An environmental group says new analysis of government data shows Iowa has some of the nation’s oldest coal-fired power plants that are responsible for high levels of pollution. Eric Nost, with Environment Iowa, says the largest coal plant – the Walter Scott Jr. Energy Center in Council Bluffs – released nearly 10-million tons of carbon dioxide into the atmosphere in 2007.
A new addition to the facility does include technology to reduce emissions. “But, the majority of the power coming from that plant is from facilities that are at least 30 years old and are very inefficient,” Nost said. MidAmerican Energy owns the Council Bluffs facility and two other coal-fired plants near Sioux City that are among the top emitters of greenhouse gases in the state.
The company has said it’s working to reduce emissions and plans to produce 11% of its power from wind turbines by the end of the year. Nost is hoping the U.S. Senate will pass an energy bill that includes federal limits on global warming pollution. He says the Environmental Protection Agency is also considering a rule to require coal plants and other large industries to use available technology to cut their carbon emissions.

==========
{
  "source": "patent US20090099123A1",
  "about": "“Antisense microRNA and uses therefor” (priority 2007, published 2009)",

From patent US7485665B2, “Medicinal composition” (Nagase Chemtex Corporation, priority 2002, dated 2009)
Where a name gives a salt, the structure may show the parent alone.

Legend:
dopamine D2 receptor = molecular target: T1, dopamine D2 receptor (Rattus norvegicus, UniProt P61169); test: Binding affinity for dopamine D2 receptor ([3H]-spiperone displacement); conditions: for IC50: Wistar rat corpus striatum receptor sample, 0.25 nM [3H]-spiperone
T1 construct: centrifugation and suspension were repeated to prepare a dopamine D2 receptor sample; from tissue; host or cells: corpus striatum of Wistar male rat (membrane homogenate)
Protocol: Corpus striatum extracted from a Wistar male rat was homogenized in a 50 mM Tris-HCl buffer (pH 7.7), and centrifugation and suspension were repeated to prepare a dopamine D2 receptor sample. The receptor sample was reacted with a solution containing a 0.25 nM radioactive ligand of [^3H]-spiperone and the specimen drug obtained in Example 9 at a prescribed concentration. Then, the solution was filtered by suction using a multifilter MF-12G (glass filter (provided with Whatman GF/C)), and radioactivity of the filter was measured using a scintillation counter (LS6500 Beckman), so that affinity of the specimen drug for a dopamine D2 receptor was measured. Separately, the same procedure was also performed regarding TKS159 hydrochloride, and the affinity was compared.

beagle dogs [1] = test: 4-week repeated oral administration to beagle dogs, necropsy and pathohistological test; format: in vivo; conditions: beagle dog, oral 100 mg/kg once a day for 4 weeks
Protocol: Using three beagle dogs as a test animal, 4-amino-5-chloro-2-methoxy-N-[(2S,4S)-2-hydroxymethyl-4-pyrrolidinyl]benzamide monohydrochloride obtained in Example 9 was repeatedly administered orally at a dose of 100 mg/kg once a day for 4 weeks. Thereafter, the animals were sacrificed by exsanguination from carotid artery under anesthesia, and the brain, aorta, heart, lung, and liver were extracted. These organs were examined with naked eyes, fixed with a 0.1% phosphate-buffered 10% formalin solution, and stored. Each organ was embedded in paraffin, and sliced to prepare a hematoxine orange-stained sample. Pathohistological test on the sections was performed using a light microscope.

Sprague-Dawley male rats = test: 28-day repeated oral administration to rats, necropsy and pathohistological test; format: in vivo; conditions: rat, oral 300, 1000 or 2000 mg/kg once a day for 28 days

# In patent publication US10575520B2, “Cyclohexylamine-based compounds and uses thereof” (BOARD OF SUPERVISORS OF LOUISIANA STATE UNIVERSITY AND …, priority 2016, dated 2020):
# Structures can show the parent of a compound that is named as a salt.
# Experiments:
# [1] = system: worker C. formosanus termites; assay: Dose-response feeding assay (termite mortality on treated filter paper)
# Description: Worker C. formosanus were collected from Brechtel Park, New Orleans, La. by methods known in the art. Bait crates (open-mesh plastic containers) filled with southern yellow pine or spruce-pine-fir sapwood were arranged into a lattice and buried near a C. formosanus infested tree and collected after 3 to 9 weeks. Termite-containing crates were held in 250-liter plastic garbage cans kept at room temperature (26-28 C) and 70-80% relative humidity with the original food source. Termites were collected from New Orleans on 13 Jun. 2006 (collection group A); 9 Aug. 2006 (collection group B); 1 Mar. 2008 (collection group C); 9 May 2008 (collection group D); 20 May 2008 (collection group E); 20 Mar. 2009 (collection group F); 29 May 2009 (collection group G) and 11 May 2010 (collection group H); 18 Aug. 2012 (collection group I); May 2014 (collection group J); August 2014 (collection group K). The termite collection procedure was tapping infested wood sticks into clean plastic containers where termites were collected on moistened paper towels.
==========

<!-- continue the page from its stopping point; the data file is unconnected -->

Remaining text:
Opponents say the changes would lead to a big increase in consumers’ utility bills. The E-P-A’s analysis of the bill passed in the House claims the average consumer would pay $100 more per year. But, Nost says that report does not include potential savings from energy efficiencies.
“Our own analysis shows that households can be saving about 200-dollars a year from energy efficiency if we include some strong energy efficiency components in this bill,” Nost said. Earlier this year, Alliant Energy canceled plans for a new coal plant in Marshalltown.